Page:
The high protein content of legumes also increases the overall protein content of the forage. An aspect of growing importance as current debates promote the production of more protein from grassland in order to reduce soya imports.

 

How to achieve?

Some aspects have already been mentioned above. But let´s go into more detail about what needs to be taken into account in order to achieve high energy and nutrient content in your forage.

 

Optimal composition of the plant population

The first step is to establish and maintain a crop. The composition should be adapted to the conditions and production target. Whether the forage is intended for dairy cows and harvested on intensively managed perennial grasslands, or for sheep and beef cattle harvested from extensive perennial grasslands, it is important to consider both perennial and non-perennial grasses. Dependent on the climate and soil composition, certain species of plant will have a more successful establishment than others.

Optimal composition of the plant population photo

Official recommendations state that a high proportion of perennial grass is important (up to 80 %). Performing species for meadows and pastures ensure high and reliable yields, tight grass stubbles and a good fermentation for silage making. Furthermore, legumes and herbs must not be forgotten, as they increase the crop protein and mineral content. Thus contributing to an enhanced forage quality.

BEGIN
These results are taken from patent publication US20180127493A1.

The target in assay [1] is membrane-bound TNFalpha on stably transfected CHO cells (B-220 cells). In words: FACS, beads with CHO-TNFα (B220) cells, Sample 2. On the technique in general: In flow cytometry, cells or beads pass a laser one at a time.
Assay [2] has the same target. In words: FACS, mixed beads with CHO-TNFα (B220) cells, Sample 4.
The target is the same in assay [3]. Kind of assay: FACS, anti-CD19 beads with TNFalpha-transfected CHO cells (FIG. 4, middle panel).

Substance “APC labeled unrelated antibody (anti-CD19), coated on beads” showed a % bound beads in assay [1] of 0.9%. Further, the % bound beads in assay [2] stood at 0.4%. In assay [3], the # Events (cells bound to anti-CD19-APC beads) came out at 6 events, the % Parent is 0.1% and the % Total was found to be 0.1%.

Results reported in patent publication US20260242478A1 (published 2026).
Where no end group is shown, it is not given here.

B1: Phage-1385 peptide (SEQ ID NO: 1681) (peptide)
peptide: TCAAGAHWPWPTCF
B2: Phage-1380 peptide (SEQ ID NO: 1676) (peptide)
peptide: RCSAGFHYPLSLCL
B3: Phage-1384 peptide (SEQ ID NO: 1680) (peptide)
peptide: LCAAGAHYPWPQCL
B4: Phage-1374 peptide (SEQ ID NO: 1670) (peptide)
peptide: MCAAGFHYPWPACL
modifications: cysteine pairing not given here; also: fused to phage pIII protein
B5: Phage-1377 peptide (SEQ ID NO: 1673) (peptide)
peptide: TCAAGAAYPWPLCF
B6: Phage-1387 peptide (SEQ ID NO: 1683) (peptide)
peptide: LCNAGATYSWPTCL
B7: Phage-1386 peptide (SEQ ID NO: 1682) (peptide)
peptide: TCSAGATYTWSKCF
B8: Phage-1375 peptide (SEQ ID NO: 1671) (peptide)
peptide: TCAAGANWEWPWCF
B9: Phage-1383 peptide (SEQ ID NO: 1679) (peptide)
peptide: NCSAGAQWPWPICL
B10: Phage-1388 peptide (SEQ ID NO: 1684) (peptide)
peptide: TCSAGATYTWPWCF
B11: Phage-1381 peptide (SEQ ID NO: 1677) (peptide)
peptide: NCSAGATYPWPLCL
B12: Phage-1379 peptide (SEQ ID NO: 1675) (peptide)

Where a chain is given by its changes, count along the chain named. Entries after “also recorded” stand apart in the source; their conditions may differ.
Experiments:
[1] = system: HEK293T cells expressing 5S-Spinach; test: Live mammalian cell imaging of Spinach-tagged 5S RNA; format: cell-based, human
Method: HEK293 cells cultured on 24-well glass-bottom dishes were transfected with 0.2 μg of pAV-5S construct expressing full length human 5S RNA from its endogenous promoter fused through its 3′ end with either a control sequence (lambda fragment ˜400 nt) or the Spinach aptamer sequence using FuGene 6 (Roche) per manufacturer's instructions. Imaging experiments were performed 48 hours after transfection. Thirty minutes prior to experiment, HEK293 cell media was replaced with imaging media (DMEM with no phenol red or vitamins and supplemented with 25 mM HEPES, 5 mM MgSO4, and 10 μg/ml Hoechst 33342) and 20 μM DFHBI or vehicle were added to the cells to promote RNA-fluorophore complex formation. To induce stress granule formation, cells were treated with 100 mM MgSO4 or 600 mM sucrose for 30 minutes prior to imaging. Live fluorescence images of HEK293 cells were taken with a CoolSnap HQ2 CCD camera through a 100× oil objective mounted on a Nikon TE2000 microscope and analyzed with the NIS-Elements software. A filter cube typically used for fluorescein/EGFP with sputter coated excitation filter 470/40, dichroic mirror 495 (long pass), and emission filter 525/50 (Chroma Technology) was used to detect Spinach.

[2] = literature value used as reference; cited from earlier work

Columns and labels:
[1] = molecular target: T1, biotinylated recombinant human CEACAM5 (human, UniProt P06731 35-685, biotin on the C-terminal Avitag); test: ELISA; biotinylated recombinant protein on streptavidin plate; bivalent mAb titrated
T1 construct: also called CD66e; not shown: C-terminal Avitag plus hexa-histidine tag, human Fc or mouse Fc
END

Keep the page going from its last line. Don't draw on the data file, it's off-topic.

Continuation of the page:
Cut at the right time

In order to avoid energy losses, forage should be cut at a young maturity stage. The right timing is especially important for the first cut, as the process of lignification acts quickly at this stage of the season.

Recommendations differ according to the intended purpose (high-performance milk cows, leisure horses, etc.). The following principle may serve as a common guideline to produce energy-rich and well-digestible forage: cut as soon as ears or panicles emerge on the dominating plant species.

Photo of a mower cutting forage

 

Productive harvest chain

A productive harvest chain ensures that you make the most of tight weather windows. This is essential for an above-average forage quality. It is also a precondition for achieving the aim of producing silage in less than 24 hours.

A productive harvest chain ensures that you make the most of tight weather windows

The field retention time should be as short as possible. This minimizes unavoidable respiration which is often a reason for sugar and dry matter losses. Especially important as declining sugar contents can jeopardize the whole silage making process as it increases the danger of an undesirable fermentation and unstable silage.

For a productive harvest chain, all machines have to be adapted to each other

For a productive harvest chain, all machines have to be adapted to each other. This means that the size of the tedder, rake and forage harvester must correspond to the mower. The right balance is crucial, ensuring that forage which is already too dry for proper silage making isn’t harvested.


Optimise your forage harvesting chain

With the KUHN ForageXpert select assistance application

A tool developed by KUHN that will help you find the mowers, mower conditioners, tedders and rakes that best suit your needs. This tool will allow you to optimise your forage harvesting according to your current or future equipment.